If melanoma returns
For most people, early melanoma will not come back (recur) after treatment. The risk of the melanoma returning is higher for people with regional melanoma. Recurrence can occur at the site where the melanoma was removed (locally); in the lymph nodes; or further away in other body sites, such as the lung, liver or brain.
If the cancer returns, your doctor will discuss the treatment options with you. These will depend on where the cancer has recurred, as well as the stage and grade of the cancer. You may be offered immunotherapy, targeted therapy or the option to join a clinical trial.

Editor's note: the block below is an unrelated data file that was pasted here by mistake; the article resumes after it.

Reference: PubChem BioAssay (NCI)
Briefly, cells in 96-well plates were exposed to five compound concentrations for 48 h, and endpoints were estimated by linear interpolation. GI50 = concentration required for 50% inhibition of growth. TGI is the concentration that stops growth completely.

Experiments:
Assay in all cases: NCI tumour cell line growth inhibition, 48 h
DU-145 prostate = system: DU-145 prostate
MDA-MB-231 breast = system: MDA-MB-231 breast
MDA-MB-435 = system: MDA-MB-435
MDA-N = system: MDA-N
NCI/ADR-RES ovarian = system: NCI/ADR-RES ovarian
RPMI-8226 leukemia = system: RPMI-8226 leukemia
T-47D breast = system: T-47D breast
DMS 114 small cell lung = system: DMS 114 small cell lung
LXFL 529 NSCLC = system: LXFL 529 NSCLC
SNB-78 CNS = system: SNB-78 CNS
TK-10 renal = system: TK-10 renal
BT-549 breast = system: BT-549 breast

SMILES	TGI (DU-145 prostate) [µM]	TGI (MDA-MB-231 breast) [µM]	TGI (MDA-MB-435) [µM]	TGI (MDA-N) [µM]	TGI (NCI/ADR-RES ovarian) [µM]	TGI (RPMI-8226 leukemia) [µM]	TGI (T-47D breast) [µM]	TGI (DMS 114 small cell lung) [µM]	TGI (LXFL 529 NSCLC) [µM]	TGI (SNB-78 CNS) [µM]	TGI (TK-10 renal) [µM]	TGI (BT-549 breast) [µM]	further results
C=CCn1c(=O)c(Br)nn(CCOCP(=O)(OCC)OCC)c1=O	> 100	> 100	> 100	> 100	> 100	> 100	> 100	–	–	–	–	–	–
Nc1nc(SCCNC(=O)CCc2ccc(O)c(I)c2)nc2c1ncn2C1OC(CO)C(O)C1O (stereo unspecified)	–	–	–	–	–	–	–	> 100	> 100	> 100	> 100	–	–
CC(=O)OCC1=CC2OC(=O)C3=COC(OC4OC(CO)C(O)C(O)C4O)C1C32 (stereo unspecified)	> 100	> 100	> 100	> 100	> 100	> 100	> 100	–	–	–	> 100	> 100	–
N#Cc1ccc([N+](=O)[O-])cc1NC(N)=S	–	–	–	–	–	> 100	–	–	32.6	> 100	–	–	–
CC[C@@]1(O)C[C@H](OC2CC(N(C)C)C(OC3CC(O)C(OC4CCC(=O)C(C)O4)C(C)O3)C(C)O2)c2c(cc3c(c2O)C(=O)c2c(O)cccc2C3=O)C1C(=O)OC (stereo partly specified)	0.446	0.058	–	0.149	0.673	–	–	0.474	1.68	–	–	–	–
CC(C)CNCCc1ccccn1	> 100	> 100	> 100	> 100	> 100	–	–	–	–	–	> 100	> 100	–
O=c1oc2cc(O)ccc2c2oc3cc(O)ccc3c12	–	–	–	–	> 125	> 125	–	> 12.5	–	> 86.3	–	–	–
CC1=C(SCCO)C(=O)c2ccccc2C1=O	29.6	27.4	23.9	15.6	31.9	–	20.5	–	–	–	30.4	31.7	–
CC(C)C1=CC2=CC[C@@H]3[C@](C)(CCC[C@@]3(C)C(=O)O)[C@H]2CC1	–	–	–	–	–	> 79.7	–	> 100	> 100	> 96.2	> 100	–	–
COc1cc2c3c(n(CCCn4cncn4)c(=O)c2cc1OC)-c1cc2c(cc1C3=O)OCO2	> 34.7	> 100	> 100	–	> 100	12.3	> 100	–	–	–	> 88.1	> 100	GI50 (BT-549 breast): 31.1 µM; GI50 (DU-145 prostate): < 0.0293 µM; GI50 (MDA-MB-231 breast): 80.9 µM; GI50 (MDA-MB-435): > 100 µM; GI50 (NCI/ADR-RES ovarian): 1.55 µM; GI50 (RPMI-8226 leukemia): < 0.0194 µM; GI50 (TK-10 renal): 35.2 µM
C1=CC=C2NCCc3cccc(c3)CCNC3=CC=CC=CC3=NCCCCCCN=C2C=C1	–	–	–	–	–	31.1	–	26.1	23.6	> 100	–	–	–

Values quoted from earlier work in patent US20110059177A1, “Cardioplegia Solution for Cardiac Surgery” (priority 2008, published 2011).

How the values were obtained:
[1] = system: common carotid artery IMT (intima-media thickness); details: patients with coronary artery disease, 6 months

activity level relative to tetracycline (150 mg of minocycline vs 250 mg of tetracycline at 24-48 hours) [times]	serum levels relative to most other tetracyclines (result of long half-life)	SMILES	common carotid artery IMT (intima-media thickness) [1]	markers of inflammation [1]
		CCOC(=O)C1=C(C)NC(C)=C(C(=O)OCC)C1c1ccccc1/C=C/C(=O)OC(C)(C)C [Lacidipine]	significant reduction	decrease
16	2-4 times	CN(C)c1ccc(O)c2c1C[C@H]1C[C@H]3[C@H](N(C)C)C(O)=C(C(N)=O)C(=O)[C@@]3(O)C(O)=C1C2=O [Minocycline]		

A/Prof Robyn Saw, Surgical Oncologist, Melanoma Institute Australia, The University of Sydney and Royal Prince Alfred Hospital, NSW; Craig Brewer, Consumer; Prof Bryan Burmeister, Radiation Oncologist, GenesisCare Fraser Coast and Hervey Bay Hospital, QLD; Tamara Dawson, Consumer, Melanoma & Skin Cancer Advocacy Network; Prof Georgina Long, Co-Medical Director, Melanoma Institute Australia, and Chair, Melanoma Medical Oncology and Translational Research, Melanoma Institute Australia, The University of Sydney and Royal North Shore Hospital, NSW; A/Prof Alexander Menzies, Medical Oncologist, Melanoma Institute Australia, The University of Sydney, Royal North Shore and Mater Hospitals, NSW; Caitriona Nienaber, 13 11 20 Consultant, Cancer Council WA; Paige Preston, Chair, Cancer Council’s National Skin Cancer Committee, Cancer Council Australia; Prof H Peter Soyer, Chair in Dermatology and Director, Dermatology Research Centre, The University of Queensland Diamantina Institute, and Director, Dermatology Department, Princess Alexandra Hospital, QLD; Julie Teraci, Clinical Nurse Consultant and Coordinator, WA Kirkbride Melanoma Advisory Service, WA.
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